The Strategist

Why Do American Hi-Tech Giants Need British Artificial Intelligence?


02/09/2016 - 15:06



The US technology giants such as Apple and the Microsoft began to buy up British start-ups involved in the creation of artificial intelligence (AI). What is the reason? The passion for innovation, or preparation for a new arms race?



pixabay.com
pixabay.com
It seems that Foggy Albion will soon become a conflux of innovations related to artificial intelligence. Unless, of course, American counterparts do not buy all it up – like recently Microsoft acquired SwiftKey, a developer of predictive keyboards for iOS and Android. Information on the transaction’s amount was not disclosed, but the foreign media report that it could reach $ 250 million.

Swiftkey Keyboard uses a semblance of artificial intelligence to predict what word the user wants to enter. The more the mobile device’s owner uses Swiftkey, the more accurate the keyboard becomes as it is learning during the operation. The same technology is used in a computer installed in Stephen Hawking’s wheelchair.

"We are looking for interesting technological innovations. It is no secret that London has become the place with the most developed start-ups ecosystem in Europe," – told CNBC anonymous source at Microsoft.

Just before, Amazon got interested in artificial intelligence with British roots, having bought in 2012 a Cambridge startup Evi Technologies, which develops an analog of Siri voice assistant.

In 2014, Google has spent £ 400 million ($ 582 million) for the purchase of DeepMind, specialized in learning algorithms of general purpose and their applications: simulation, e-commerce, games and so forth.

In 2012, Professor Larry Wasserman of Carnegie-Mellon described the startup as "a system that thinks". "At first I thought that this ambitious project is hard to implement as it combines such complex industries like neuroscience and programming. It takes huge amounts of money. But when I saw the list of known billionaires who have supported the project, I decided that the guys have a chance to realize our plans" , - he said.

After, DeepMind itself signed a contract with the University of Oxford to conduct joint research, and acquired long-term projects Dark Blue Labs and Vision Factory.

Apple dis not stay aside either. Recently, it became known that Apple acquired a startup Emotient, which uses artificial intelligence to determine emotions by facial expression. The financial side of the transaction was not unveiled.

One of the possible Emotient’s applications is an ability to analysis emotional response to advertising, which helps correct marketing strategy to improve its efficiency. Another application lies in the field of medical education: the program will help interns to better understand the signs that a patient gives in pain.

Experts point out that many of the AI start-ups were created on the basis of the universities of Cambridge and Oxford, and heads of most of them are alumnus of these institutions. Encouraged by success of these startups, companies involved in different another AI project are multiplying with each passing day.

This is seen a positive trend in terms of creating a self-sufficient ecosystem of companies. Such a superorganism allows covering all areas of applied activity, and stimulates developers and scientists. Above that, the university area is convenient for nurturing new personnel. For example, many top managers of AI start-ups teach disciplines revolving around artificial intelligence, so that the new blood would constantly replenish AI systems’ development.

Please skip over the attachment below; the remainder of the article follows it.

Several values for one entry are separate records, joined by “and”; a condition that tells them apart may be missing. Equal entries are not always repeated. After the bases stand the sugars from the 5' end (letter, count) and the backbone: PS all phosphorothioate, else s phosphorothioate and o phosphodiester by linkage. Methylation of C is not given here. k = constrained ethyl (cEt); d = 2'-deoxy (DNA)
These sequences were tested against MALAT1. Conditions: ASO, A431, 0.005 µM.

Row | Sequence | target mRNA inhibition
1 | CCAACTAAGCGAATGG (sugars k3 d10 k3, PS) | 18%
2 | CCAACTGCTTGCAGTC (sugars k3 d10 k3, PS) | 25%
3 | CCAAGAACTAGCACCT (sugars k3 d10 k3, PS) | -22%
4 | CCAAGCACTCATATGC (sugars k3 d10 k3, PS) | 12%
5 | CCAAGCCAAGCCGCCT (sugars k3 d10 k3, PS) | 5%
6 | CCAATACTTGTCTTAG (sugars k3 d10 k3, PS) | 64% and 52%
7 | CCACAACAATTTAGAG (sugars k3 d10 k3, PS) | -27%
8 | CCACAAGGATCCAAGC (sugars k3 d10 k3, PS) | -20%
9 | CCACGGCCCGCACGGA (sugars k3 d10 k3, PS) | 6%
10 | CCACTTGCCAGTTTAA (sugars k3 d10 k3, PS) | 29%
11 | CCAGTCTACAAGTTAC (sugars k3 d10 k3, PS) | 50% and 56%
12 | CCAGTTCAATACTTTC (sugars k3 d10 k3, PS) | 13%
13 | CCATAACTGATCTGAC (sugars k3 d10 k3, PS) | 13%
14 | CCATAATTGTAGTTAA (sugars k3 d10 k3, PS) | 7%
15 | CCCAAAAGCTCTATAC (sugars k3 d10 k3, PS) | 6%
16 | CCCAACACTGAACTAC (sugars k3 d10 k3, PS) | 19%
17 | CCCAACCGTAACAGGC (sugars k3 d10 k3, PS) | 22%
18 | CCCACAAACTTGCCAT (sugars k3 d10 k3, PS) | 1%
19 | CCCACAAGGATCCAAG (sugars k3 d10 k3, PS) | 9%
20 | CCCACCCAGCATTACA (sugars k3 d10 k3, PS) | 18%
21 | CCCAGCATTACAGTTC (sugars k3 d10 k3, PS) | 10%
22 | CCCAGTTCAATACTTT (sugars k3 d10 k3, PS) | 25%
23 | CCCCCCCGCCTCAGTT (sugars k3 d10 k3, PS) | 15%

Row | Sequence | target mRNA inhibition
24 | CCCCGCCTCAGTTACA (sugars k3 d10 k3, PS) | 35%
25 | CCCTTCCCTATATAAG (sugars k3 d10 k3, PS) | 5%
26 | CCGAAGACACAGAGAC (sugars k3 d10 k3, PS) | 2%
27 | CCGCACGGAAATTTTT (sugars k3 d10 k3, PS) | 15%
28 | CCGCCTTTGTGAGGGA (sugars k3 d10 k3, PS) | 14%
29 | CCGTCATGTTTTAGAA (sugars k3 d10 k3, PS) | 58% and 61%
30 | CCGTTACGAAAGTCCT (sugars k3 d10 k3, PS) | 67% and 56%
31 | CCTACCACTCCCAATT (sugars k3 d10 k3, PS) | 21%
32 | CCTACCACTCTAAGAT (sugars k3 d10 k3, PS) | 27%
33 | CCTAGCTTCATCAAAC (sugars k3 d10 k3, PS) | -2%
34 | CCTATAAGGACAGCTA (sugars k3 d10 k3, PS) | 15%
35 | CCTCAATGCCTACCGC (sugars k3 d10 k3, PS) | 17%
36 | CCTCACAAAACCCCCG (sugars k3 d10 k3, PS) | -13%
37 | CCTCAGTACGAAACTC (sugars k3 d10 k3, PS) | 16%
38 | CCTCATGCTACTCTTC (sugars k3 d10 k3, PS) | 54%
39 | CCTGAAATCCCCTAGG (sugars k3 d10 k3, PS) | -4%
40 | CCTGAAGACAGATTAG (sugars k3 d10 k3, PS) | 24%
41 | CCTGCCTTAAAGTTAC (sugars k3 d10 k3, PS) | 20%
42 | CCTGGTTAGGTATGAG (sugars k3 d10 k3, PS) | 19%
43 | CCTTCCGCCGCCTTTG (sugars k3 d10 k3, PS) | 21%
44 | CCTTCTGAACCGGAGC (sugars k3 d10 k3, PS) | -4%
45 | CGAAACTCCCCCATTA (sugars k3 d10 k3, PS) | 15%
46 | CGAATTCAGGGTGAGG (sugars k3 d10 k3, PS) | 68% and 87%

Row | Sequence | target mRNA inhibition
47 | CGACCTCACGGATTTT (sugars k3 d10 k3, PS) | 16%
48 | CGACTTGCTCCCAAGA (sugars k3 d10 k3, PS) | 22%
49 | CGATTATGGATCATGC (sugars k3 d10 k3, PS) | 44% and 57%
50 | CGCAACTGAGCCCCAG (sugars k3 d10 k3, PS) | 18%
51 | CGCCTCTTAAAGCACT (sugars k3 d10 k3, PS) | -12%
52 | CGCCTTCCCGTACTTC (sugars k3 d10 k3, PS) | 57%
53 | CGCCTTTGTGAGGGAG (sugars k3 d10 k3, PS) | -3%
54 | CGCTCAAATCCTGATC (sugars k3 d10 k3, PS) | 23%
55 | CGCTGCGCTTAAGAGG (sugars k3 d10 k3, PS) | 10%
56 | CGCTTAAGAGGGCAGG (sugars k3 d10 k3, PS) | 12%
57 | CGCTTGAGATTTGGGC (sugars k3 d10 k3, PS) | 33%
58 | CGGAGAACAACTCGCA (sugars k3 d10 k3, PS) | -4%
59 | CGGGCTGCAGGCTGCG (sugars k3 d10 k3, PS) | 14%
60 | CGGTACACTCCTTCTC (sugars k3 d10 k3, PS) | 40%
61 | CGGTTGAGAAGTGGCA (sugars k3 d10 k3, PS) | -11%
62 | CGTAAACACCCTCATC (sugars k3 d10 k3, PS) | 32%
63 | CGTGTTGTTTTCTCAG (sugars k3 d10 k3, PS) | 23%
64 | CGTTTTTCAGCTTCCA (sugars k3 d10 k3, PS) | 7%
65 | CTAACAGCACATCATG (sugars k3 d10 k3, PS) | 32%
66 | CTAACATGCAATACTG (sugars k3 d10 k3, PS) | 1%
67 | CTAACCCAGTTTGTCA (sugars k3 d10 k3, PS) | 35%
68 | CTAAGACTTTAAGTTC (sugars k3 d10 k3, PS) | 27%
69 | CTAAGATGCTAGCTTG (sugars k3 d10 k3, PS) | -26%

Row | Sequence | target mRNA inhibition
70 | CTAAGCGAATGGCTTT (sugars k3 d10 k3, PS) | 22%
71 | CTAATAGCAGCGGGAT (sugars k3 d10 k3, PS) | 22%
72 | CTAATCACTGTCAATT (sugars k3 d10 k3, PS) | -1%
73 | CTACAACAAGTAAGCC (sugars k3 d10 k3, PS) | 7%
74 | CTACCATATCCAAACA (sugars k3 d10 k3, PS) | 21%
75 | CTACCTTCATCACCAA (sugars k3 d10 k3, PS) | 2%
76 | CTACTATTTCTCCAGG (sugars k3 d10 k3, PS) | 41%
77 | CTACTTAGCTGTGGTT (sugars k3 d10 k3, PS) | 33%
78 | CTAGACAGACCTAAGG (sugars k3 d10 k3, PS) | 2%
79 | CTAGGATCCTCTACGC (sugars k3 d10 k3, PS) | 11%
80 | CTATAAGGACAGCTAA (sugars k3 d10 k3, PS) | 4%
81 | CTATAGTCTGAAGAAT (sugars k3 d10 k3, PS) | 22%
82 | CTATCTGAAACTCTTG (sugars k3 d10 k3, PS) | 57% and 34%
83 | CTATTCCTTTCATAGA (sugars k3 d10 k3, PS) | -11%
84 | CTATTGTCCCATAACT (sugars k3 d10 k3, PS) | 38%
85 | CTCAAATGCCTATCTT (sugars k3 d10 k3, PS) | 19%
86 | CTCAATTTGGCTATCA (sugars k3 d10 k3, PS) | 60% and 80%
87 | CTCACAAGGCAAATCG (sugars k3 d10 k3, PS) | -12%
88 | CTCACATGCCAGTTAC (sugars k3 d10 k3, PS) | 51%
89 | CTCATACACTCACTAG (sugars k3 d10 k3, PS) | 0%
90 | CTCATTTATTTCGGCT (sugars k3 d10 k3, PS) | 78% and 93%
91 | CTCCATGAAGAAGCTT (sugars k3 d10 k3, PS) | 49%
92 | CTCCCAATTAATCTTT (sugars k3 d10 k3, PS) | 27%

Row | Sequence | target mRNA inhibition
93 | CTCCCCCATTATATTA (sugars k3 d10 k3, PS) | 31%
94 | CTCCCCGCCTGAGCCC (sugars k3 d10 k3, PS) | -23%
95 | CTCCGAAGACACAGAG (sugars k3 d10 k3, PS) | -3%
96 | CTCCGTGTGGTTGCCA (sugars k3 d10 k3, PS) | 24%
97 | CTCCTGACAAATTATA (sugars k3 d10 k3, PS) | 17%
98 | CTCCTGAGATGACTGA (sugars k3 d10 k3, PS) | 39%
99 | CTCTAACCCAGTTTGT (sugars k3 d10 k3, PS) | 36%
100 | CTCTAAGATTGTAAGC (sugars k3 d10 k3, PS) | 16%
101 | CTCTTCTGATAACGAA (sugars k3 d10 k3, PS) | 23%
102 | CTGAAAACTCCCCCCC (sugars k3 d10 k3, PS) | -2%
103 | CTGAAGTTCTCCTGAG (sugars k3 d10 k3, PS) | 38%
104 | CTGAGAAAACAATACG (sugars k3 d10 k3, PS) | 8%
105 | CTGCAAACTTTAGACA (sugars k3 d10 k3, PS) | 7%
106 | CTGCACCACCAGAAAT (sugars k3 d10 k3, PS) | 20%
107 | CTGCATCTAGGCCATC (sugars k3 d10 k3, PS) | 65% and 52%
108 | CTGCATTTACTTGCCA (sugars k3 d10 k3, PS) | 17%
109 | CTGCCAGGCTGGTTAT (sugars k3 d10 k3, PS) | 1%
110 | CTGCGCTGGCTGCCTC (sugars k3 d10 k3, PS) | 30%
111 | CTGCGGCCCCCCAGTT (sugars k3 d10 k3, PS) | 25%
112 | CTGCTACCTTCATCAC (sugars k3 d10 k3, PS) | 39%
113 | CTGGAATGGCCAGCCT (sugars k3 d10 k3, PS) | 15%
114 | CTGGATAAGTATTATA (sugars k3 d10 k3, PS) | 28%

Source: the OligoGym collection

As for the major US tech giant, not everyone has a clear understanding of what to do with artificial intelligence technology, yet still wants to get it first, just to keep in store. Hence nervous hysteria with regard to buying British startups – at least to hold the competitors back.

Now, developers are embedding promising systems in updates for Microsoft’s Cortana and Apple’s Siri. Many of Google's projects are classified as "secret", so we can only guess the corporation’s plans. Yet, it’s obvious that Google has resources for more serious use of AI systems.
 
Google’s first steps in the field of computer intelligence system, it must be said, look terrible - in the truest sense of the word. Take a look, for example, at a development called Deep Dream. It is supposed to give an answer to the question "What computers dream about?" First, the network showed up with photos, and then - with videos. It looks like a computer dreams of that from which a man wakes up in a cold sweat.

Google released Deep Dream as an open code. Anyone can use it. The artificial intelligence’s germ try to analyze any visual material and produce results. Sometimes it gets interesting, like some kind of a psychedelic art. However, most of the computer dreams resemble a nightmare. Hardly the system can differentiate between a human face and a tree. It desperately hopes to act sensibly, but does not know where to stop.

In the meantime, John Giannandrea, previously engaged in the development of artificial intelligence, was appointed as the new head of Google's search team. It nudges that the introduction of artificial intelligence will start with Google’s core business - the search engine.

Google is also working on autonomous vehicles, and even going to develop a new operating system for robots and similar automated and robotic production lines.

source: cnbc.com




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